Monday, July 15, 2013
Years before he directed Euro horror classics such as Vampyres (1974) and Black Candles (1982) for which he is best known for, the still unheralded brilliant Spanish filmmaker José Ramón Larraz made a name for himself in the world of comic book art. This was during the rule of dictator Francisco Franco, and much to Larraz’s annoyance the tyrannical censorship imposed by Franco’s government (which also led to fellow Spaniard, the late, very great Jess Franco leaving his home country to make films) was felt by all forms of art, including comics. In the 1999 Channel 4 documentary series Eurotika! episode dedicated to his films, “From Barcelona to Tunbridge Wells”, Larraz recounts a particularly petty issue the censors had with an image he drew of a woman with her lips partly separated, which was considered way to sensual, therefore it had to be cut from the publication. After leaving Spain, Larraz told a friend how he’d been interested in making films for a while to which, according to Larraz, his response was a “romantic view of the film industry” consisting of just get a camera and actors and make the film you want to make, don’t worry about any studios. Sound advice, which Larraz followed when he came out of the gate swinging with his first film as a director, Whirlpool, a definite statement from a first time filmmaker of there ever was one.
Tulia, a young, beautiful yet extremely naïve model agrees to spend some time at the cabin home of Sara, an acquaintance of her photographer boss, and her shy nephew Theo, who also happens to be a photographer. Tulia and Theo quickly develop a bond, and not long after Tulia lets go of all her inhibitions and becomes a player in Sarah and Theo’s sexual games. The entire time however, Sarah and Theo are constantly speaking of Rhonda, their previous guest at the cabin whom Sarah was rather fond of. Tulia eventually becomes increasingly suspicious of what happened to this Rhonda, and when a stranger claiming to be Rhonda’s lover shows up inquiring about her whereabouts, her curiosity becomes even greater leading Tulia to try and seek out the truth about what really happened to Rhonda.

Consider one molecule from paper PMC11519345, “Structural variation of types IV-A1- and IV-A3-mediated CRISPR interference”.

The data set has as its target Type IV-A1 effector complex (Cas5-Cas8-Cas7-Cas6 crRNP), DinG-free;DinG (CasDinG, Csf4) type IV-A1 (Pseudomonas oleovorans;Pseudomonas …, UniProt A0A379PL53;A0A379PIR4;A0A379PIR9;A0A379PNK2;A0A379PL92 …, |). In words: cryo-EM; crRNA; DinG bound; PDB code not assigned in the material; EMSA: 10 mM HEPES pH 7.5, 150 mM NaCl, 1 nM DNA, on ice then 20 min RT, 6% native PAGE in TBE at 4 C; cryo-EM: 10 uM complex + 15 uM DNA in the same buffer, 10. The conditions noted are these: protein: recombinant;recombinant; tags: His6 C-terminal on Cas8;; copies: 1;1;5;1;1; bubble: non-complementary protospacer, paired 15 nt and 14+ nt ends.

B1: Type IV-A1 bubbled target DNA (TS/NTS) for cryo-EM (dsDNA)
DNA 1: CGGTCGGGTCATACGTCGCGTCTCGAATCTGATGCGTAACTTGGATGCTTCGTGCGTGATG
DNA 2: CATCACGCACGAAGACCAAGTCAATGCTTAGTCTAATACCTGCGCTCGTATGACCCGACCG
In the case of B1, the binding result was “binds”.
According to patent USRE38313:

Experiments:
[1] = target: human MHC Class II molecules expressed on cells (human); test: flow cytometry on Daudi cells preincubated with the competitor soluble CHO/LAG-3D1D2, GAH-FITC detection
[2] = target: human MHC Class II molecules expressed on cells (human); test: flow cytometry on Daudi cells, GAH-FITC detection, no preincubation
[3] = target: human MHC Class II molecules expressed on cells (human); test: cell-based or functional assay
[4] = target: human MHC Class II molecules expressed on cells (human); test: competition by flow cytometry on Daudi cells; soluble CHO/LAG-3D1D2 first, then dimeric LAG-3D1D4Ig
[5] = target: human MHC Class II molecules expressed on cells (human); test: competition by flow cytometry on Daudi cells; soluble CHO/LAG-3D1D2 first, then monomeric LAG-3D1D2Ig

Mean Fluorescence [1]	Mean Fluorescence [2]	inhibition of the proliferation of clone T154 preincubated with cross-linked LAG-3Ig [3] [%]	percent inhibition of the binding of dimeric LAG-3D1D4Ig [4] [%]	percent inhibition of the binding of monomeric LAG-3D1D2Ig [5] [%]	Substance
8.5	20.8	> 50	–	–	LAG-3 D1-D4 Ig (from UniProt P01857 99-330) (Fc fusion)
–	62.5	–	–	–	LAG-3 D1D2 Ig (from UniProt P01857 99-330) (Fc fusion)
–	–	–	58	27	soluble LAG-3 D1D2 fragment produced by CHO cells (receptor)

Whirlpool is clearly a sign of things to come from Larraz with future films like Deviation (1971) and Scream and Die (1973) with its themes of voyeurism and incest, its jolting blend of sex and violence and its isolated countryside setting along with the sense of isolation that comes with it. Despite this being his first film, Larraz already had a pretty good handle on these devices and puts each to excellent use to add fuel to the mystery that’s central to the film. Whirlpool is a slow burn make no mistake, yet not one boring moment is to be found thanks to Larraz’s presentation of the story. Sure, clues are dropped thorough, but Larraz makes nothing obvious, waiting until the moment is crucial to reveal information pertaining to the mystery, the intrigue lasts until the films final moments. This was an amateur production with hardly a budget to be found which is something that shows in certain parts of the film and its not without its moments of questionable dialogue and clunky delivery of said dialogue but these moments are few and far between and in no way does it throw off the films consistency at all, in fact leading man Karl Lanchbury, who would become Larraz’s go to guy for the next few years, is quite impressive in the role of Theo. He has a very charming boy next door-ish quality about him, but he also has the ability to turn on a dime make things very awkward and uncomfortable.
For the longest time Whirlpool was thought to have been lost until a few years back a beat up time coded print was miraculously discovered and began making the grey market DVD-R circuit. As a whole, its not horrible looking, although the picture is very soft and certain portions of the film seem to look more murky and washed out than others. The sound can get a big muffled at times too, but that may also be a speaker issue and again there is a timer running across the top of the screen for the entire film. Of course nobody has attempted to clean it up and give it the proper release it deserves which sadly is par for the course when it comes to the majority of Larraz’s films, so until that day comes that’s the only way to see the film. A tagline such as “She died with her boots on… and not much else” certainly doesn’t leave much to the imagination, and while its true that thorough the course of Whirlpool Larraz does offer up a healthy amount of sleaze, the film offers a hell of a lot more than what those tantalizing words on the poster might lead one to believe. Part psychological thriller, part mystery, part sexploitation, Whirlpool is an important film that’s not to be missed by not only Larraz fans but fans of Eurocult cinema in general.